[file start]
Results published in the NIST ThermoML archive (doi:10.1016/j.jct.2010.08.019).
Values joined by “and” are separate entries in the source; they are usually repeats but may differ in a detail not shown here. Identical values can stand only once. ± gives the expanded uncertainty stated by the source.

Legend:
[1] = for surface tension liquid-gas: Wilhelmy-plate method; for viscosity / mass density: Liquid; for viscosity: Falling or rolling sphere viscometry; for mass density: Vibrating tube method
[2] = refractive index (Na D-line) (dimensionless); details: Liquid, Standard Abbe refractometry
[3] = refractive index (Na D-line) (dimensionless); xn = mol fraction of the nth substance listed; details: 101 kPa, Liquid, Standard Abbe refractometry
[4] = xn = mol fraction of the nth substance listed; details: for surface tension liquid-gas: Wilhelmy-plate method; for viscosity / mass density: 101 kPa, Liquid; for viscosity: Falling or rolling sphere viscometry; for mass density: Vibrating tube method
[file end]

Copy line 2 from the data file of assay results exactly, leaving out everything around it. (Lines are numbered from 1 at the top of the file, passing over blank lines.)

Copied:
Values joined by “and” are separate entries in the source; they are usually repeats but may differ in a detail not shown here. Identical values can stand only once. ± gives the expanded uncertainty stated by the source.